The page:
As one of two marketable players on some terrible Knicks teams, he always had flashes that made you think yeah, maybe an offense could run through him. And then he'd fall into a singleminded shooting fugue and make you realize that Nate thinks the offense should run to him. Even within the confines of a 33-10-9 performance, he'd find the time to go 2-for-11 from three.
Each ill-advised chuck would be more glorious than the last. You'd see it happening. His teammates would disappear, his eyes would narrow, tunnel vision setting in. If he was off the ball, he'd eye it like it was the last ball on earth, ignoring his man and his mark and the shot clock all. You'd see him turning to shoot before the pass was on his fingertips. Nate, no!
And then he'd make the shot. And he'd make it again. Once more. And the crowd would explode for the sheer spectacle of all, because he is 5-foot-9. This is the real curse of Nate Robison's height, not something physically holding him back, but the fact that anything he does becomes amazing. A short player has no choice but to be a folk hero, as he receives all the projections of similarly statured fans. He's my height and he's dunking! He sure can shoot for a little guy! A shorter-than-average human excelling at basketball! Nate is singularly unprepared for this kind of adoration, because he doesn't realize it has the whiff of condescension. Give him eight inches, he would have had Jason Richardson's career. As is, he's got the starring role in a joke he's not in on. It's a tragedy, and we're all culpable.
Every team needs an irrational fan favorite. If it's not the short guy, it's the white guy, or barring that, the fat guy or the old guy. For the Knicks, for four-and-a-half seasons, it was their third scoring option. This was not a recipe for success, and Nate Robinson was the most visible figure on a team that was often terrible, occasionally stupid, and never boring. I miss him. I know it's not healthy, but this is my chosen codependence, and I make no apologies for pining for our abusive relationship solely because he made me laugh.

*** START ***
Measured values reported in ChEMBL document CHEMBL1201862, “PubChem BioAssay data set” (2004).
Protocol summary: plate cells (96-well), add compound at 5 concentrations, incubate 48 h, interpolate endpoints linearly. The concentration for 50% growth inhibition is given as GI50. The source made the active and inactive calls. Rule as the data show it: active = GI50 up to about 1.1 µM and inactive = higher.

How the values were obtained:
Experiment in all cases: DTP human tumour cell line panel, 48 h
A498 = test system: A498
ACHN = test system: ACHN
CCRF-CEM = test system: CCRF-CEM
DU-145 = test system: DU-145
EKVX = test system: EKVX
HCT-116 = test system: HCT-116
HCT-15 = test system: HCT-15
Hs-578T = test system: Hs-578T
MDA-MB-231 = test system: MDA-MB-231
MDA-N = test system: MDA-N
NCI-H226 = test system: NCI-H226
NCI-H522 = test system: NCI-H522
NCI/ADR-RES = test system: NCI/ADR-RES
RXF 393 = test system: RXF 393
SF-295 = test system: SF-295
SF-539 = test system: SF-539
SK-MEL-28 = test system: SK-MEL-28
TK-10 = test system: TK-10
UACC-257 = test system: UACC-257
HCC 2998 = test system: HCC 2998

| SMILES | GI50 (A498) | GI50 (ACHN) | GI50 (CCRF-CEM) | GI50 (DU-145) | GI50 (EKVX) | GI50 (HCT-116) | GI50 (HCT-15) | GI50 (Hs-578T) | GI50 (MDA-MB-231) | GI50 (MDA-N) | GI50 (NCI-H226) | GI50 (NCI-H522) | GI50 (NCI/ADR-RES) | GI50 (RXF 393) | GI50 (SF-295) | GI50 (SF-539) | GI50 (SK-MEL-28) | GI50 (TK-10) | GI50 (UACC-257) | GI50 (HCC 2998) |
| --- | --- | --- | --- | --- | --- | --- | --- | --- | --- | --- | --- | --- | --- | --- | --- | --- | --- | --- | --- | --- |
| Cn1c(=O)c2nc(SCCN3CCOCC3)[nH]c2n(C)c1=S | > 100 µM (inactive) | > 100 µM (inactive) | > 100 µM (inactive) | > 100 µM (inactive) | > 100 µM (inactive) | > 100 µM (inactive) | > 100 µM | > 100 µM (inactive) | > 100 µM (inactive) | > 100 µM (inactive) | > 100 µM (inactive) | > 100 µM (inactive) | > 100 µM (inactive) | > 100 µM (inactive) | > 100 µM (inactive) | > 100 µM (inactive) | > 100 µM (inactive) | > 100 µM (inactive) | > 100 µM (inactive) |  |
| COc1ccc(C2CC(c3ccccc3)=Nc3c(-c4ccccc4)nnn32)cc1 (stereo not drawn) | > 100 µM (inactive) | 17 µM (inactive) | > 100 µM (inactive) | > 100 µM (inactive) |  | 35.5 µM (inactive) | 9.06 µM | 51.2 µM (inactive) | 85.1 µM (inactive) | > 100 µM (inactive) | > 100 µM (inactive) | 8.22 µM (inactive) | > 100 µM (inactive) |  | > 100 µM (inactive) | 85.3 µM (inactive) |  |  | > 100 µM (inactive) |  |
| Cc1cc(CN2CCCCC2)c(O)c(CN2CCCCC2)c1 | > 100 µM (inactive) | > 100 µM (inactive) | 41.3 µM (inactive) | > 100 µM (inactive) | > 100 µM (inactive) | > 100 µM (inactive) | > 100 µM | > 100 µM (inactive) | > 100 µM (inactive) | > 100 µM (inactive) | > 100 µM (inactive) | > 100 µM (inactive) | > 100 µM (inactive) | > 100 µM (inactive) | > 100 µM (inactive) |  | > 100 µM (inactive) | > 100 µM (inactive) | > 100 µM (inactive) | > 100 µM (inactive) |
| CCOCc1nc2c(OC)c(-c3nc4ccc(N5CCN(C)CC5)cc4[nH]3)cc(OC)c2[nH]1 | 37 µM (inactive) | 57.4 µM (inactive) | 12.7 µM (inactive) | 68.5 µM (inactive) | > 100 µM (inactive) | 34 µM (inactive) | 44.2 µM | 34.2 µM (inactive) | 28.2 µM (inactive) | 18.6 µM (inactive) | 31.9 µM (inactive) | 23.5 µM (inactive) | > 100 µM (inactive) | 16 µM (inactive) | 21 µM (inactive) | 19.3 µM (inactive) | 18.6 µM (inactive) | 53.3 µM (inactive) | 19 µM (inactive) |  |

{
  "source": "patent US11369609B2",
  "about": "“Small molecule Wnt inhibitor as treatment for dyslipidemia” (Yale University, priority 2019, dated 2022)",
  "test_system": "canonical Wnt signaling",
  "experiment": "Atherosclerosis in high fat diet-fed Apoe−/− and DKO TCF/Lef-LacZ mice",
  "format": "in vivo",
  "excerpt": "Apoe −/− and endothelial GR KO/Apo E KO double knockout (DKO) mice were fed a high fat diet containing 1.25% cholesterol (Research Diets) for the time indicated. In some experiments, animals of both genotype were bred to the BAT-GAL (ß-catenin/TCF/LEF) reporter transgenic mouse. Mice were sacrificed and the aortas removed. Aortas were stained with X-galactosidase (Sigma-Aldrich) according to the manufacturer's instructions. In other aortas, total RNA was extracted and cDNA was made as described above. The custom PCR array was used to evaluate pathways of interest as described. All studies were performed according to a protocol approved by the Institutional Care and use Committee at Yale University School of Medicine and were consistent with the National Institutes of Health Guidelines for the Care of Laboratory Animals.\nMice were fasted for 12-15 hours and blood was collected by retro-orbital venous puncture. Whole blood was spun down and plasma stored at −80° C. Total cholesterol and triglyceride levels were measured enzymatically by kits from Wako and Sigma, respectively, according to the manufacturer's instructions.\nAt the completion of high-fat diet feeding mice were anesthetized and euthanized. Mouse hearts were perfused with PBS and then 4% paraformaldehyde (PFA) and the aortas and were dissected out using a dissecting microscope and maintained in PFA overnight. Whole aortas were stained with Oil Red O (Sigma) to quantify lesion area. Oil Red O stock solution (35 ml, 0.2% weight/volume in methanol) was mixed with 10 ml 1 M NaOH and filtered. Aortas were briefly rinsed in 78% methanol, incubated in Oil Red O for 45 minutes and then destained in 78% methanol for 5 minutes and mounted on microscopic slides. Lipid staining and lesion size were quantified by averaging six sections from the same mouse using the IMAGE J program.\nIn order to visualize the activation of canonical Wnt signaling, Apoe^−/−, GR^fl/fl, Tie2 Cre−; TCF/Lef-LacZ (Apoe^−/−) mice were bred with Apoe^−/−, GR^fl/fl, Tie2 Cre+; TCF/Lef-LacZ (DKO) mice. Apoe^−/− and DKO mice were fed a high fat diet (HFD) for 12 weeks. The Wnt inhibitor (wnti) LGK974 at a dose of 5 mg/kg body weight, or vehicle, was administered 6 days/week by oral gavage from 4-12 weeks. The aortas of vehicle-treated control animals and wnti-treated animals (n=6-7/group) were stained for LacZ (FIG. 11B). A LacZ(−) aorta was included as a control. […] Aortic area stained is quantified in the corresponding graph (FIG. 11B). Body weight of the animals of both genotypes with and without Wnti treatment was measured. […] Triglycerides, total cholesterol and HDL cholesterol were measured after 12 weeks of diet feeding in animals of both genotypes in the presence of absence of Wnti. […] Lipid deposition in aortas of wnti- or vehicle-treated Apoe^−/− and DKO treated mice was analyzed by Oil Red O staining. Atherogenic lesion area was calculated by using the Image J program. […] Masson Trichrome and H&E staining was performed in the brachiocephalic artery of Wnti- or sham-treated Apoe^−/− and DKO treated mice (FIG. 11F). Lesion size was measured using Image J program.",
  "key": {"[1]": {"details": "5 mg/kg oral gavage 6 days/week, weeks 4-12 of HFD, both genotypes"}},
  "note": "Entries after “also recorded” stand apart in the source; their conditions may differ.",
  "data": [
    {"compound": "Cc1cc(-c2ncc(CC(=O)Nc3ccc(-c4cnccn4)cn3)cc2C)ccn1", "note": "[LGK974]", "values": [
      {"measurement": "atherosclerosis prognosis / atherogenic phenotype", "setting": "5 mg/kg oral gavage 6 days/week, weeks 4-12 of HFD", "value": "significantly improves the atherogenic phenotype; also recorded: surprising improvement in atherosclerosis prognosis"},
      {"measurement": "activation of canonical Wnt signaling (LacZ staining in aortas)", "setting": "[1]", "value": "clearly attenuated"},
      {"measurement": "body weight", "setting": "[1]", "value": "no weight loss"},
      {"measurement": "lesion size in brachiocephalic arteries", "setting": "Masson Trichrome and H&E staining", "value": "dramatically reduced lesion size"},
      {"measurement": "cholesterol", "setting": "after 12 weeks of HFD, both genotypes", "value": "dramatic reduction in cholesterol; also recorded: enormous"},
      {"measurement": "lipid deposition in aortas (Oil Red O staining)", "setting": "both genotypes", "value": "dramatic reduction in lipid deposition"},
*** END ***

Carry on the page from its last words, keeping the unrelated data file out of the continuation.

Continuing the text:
He's now on his fifth team in four years, on the Chicago bench while the Knicks start two true point guards at a time and the Bulls start none. He's a mere spectator to headlines like "Joakim Noah Regrets Shooting a Three-Pointer to Win Free Big Macs"—in New York, there's zero chance that story would have involved any player but Nate. The second unit isn't where he thrives. He needs starts, starter's minutes to truly spread his wings and crash into the sun.
The cosmology of Nate is vast; you get a glimpse of his potency in the occasional brief, destructive event, but you really don't appreciate the full effects unless you take the long view. Every night, every minute, every possession carries the possibility of an inexplicable decision that has fans pulling their hair out. But put it all together, and patterns emerge from the macroscopic Nate. They're not bad decisions; they're not decisions at all. He has no choice—there's the ball, there's the basket, everything else is just noise. It's the superstructure of a unique and maddening basketball universe, and Nate's so oversized, there's no room for anyone else.